New proposed legislation in Kansas aimed at prohibiting ESG investing in the state’s pension funds and blocking the state’s suppliers from integrating sustainability-focused factors in their operations may cost the pension system as much as $3.6 billion in returns, according to an analysis released by the Kansas budget division.
The “Kansas Protection of Pensions and Businesses Against Ideological Interference Act” formed part of a series of anti-ESG initiatives by Republican politicians at the state and federal level.
Described by Kansas Attorney General Kris Kobach in a recent op-ed as “the strongest anti-ESG bill in the country,” the proposed legislation aimed to significantly block the use of ESG factors in investment, finance and business in the state, targeting what it called companies engaged in “ideological boycotts,” which could include a broad range of factors including limiting business with companies that fail to disclose greenhouse gas emissions, or even to meet environmental standards such as emissions reductions.
The proposals would require the Kansas Public Employees Retirement System (KPERS) to divest holdings in companies engaged in these “ideological boycotts,” require the state treasurer to publish a list of financial institutions engaged in these activities with banks on the list prohibited from receiving state deposits, and have state contractors provide written verification that they are not engaged in these boycotts.
The rules would extend beyond the state pension system as well, requiring registered investment advisors to obtain written consent from clients before making investments in ESG-driven funds.
According to media reports, however, the proposed bill may face challenges moving forward in its current form, given the cost revealed by the budget division report. According to the report, KPERS forecast that the proposed rules would result in a restructured investment portfolio, “because the current investment managers would be disqualified as fiduciaries and replaced by alternative investment managers,” adding that the restructuring would lead to a 0.85% reduction in returns.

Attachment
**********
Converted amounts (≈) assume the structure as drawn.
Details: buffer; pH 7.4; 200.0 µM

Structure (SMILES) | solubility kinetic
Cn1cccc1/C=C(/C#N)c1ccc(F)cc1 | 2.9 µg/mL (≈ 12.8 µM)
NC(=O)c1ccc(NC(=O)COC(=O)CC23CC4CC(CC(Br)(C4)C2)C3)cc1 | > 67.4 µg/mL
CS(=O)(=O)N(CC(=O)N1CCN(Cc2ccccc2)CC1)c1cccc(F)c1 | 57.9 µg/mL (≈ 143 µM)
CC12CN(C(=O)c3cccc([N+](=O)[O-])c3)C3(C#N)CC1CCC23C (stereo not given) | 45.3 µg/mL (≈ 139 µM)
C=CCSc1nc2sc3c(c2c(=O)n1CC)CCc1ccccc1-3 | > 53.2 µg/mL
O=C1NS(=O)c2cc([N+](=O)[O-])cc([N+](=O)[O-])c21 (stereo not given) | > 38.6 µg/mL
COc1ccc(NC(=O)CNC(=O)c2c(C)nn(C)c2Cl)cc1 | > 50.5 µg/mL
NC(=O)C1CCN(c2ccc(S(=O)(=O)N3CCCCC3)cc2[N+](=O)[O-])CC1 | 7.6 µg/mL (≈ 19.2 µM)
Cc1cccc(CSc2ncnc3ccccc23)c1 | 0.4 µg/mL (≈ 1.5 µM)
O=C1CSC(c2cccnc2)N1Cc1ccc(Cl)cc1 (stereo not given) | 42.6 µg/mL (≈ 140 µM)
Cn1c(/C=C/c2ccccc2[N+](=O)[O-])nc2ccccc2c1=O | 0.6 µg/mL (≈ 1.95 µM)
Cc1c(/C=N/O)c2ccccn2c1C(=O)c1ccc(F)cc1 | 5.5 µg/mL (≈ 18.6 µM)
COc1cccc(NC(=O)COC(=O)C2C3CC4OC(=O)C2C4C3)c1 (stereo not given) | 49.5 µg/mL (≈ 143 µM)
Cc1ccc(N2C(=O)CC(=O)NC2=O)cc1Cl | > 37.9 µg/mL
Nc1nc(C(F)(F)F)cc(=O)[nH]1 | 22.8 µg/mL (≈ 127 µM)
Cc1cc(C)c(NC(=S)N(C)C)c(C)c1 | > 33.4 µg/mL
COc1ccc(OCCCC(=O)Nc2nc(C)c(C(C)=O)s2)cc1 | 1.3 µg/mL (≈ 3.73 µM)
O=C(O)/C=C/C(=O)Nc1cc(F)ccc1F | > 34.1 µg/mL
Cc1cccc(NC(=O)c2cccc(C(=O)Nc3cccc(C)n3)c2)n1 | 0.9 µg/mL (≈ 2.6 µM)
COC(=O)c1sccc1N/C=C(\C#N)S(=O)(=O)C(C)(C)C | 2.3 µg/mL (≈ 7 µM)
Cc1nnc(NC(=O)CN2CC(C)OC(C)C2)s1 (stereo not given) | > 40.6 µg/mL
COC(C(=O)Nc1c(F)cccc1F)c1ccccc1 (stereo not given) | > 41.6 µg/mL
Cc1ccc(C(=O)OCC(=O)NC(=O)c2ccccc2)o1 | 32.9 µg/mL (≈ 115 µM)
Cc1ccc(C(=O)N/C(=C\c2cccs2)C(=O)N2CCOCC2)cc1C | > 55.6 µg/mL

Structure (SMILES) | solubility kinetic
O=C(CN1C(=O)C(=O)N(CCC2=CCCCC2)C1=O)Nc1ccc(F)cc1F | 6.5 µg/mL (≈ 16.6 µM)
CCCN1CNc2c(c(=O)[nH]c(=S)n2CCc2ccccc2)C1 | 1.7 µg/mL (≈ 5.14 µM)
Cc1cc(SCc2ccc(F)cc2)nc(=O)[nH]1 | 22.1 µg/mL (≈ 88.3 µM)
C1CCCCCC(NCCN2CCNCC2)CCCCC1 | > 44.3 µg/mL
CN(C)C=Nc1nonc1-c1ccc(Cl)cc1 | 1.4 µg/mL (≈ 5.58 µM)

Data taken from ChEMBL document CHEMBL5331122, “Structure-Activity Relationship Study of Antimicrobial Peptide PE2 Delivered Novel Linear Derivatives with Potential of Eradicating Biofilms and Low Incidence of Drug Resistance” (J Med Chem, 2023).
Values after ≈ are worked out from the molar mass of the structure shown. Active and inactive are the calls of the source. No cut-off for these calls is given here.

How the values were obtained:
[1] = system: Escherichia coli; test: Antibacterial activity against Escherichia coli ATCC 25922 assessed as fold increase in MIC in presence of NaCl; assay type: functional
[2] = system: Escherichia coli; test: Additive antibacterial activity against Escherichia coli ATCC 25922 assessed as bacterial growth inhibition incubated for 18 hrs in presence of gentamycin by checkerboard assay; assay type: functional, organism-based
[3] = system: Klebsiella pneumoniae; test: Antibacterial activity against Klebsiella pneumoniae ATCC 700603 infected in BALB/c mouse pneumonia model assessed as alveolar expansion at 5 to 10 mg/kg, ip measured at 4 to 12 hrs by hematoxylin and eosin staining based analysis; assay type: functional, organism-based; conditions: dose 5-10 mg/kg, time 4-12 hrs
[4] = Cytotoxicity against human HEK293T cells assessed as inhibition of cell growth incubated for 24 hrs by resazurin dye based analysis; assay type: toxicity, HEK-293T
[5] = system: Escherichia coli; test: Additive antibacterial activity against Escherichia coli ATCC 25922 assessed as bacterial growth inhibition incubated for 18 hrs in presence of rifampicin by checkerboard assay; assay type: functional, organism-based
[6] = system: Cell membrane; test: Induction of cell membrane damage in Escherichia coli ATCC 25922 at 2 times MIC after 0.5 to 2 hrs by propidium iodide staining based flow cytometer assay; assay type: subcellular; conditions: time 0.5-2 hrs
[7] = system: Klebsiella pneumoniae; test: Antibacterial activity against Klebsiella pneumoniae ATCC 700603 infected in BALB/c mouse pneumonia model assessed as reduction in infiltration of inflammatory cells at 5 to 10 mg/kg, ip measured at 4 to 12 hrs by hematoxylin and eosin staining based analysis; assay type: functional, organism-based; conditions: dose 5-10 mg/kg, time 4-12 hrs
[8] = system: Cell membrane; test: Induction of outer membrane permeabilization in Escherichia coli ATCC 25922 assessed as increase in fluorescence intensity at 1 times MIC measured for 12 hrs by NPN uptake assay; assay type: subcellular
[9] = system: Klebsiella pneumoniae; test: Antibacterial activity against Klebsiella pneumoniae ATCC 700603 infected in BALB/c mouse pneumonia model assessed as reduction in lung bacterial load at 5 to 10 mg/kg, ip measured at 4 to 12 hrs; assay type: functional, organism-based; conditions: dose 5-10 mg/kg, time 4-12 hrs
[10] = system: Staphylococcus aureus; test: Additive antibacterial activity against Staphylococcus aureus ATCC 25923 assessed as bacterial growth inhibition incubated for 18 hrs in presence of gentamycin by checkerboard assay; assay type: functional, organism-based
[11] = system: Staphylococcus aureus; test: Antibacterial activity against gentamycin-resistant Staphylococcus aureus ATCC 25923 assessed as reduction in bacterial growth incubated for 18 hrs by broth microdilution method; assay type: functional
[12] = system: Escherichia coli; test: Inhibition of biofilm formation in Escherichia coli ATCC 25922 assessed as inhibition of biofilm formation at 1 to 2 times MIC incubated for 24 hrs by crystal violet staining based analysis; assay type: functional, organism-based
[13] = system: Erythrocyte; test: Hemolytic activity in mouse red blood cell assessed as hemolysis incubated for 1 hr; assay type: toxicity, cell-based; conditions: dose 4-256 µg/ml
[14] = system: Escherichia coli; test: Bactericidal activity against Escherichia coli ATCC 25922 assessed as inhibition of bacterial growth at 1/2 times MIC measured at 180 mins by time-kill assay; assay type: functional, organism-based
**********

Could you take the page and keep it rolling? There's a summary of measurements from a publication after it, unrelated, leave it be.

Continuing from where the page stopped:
The report added:
“With a reduction in expected returns of 0.85 percent, the KPERS general investment consultant projects that the investment portfolio returns would reduce by $3.6 billion over the next ten years when compared to the current investment portfolio.”
The Kansas report follows a series of recent challenges faced by the anti-ESG political movement, which includes a vote last month against two anti-ESG proposals in the Wyoming legislature, as well as a bill targeting financial institutions “engaged in boycotts of energy companies” that was opposed 90-3 in North Dakota, and analysis in Indiana that found that a rule mandating that the public pension system divest from funds that consider ESG factors would cost the system nearly $7 billion in returns over 10 years.